On a website called "Wilson Family History" ( partially here) [this document was at this website address in 2018 but has since been removed: Jackson.pdf; Some of the pages are still online having been moved in 2020.] by Wendell E. Wilson, we read about Smith Jackson, the man who killed Richard Marshall.

There are a lot of errors in this legend that has been passed down by Smith Jackson's family. There may be some clues of truth of other facts, but it is hard to determine what is truth and what is fact. You will see on page 325 a photo of David N. Baker's gravestone as the one that was murdered. The true fact is that it was David N. Baker's father, David Baker, who was killed.

The article indicates that Elizabeth Jackson married Richard Marshall. This is not true. Elizabeth Garrett married Richard Marshall and she had half-siblings with the last name of Jackson. [I believe -- Her mother, Mahala/Catherine Hamilton, married William Pentecost Jackson, and later married John Garrett. William "Smith" Jackson's father is Andrew Phillip Jackson, son of William Pentecost Jackson.] [Note: I'm still trying to figure out all the relationships, but will update when they become clearer. Sometimes it makes my head spin.]

The article indicates the incident happened on September 4, 1862; The correct year is 1863.

The article indicates Richard Marshall was traveling with Smith Jackson and David N. Baker; The correct three-some is David Baker (old man Baker) and his son David N. Baker with Richard Marshall.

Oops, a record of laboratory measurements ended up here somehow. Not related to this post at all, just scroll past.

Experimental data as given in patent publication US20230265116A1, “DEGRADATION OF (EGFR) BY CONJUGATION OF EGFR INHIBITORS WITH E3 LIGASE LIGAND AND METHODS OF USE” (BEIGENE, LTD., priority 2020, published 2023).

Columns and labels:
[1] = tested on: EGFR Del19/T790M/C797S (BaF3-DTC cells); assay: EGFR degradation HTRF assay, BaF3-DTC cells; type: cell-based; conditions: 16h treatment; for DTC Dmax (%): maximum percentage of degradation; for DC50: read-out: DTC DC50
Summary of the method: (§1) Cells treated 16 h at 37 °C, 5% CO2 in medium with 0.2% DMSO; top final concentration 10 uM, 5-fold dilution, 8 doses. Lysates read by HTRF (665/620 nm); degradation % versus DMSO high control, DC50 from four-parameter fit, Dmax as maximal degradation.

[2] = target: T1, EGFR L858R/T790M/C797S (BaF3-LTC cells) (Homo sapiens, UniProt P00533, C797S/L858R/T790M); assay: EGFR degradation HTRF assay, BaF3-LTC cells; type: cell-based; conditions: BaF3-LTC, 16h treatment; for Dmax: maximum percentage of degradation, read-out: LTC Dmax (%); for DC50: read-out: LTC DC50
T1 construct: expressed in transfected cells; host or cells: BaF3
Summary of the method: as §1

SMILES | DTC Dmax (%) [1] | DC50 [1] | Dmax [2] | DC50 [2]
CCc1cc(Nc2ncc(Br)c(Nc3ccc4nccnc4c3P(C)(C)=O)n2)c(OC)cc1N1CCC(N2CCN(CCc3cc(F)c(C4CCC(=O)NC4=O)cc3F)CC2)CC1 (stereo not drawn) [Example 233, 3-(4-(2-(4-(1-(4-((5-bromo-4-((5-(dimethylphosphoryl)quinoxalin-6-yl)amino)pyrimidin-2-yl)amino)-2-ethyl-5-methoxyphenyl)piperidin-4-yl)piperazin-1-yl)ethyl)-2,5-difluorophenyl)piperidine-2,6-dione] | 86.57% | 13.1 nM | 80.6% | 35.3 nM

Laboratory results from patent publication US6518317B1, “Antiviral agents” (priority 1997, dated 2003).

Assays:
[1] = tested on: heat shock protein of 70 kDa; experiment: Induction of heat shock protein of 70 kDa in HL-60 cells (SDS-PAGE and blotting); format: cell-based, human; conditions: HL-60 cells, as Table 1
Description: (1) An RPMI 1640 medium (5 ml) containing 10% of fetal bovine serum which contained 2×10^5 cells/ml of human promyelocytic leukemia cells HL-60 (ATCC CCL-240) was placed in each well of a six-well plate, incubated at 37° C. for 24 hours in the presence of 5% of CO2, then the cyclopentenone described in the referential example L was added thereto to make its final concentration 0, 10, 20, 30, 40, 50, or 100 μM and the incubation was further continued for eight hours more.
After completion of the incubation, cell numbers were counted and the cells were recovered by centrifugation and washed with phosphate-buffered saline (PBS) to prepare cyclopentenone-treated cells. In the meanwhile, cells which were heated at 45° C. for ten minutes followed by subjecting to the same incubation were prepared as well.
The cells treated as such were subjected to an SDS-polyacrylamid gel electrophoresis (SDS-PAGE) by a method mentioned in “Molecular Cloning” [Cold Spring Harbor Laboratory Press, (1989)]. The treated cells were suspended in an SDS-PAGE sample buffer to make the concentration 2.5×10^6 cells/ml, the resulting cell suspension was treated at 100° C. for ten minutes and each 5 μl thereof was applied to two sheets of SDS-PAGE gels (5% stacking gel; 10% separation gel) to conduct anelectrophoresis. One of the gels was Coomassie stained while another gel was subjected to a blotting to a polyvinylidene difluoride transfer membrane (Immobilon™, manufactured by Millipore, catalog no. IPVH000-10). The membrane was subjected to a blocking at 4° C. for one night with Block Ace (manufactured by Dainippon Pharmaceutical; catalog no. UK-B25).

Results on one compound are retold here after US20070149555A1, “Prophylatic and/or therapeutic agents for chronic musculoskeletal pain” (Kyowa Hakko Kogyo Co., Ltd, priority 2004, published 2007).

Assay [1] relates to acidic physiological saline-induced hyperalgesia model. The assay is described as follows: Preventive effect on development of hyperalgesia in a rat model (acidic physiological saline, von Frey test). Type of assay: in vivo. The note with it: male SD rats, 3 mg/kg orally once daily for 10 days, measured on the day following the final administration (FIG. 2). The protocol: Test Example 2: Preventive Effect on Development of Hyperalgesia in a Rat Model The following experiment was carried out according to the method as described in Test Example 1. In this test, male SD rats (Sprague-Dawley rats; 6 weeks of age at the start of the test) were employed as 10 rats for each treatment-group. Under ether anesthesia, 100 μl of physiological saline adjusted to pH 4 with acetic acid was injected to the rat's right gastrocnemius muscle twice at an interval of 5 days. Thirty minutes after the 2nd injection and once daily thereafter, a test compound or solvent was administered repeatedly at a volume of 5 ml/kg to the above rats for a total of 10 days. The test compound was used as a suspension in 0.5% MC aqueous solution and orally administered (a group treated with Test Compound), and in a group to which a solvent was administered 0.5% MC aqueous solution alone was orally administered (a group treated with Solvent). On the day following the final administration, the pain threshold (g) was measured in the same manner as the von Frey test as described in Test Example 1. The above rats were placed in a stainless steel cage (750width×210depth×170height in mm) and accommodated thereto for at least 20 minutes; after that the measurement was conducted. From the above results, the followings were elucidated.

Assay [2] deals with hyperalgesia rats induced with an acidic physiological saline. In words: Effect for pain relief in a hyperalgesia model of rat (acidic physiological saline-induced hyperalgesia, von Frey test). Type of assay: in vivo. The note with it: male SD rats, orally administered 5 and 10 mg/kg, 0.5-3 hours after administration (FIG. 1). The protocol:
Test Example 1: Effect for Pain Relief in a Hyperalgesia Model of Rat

It may be a good clue as to why Richard Marshall did not like Smith Jackson in that Smith Jackson was the one to arrest him. In the pardon papers, we also read this same information.

The article mentions "family loyalty" on the part of Smith Jackson and I believe this to be the truth. The more I read documents, the more I see that many of the witnesses at his trial were family, that Smith Jackson and the Bakers were family, and everything seemed to be conveniently stacked against Richard Marshall.

The article mentions that Richard Marshall was released from prison in 1866 or 1867; this is accurate as it was July 20, 1867. I have seen no documentation that he was "pardoned to join the Army" other than the it was "revocable to pleasure of Governor at any time before 1st January 1869." Was this the alloted time he was to remain in the Army? However, it is noted the Civil War had concluded.

I believe Mr. Wilson took some of his incorrect information from the Goodspeed article (see page 353 credits).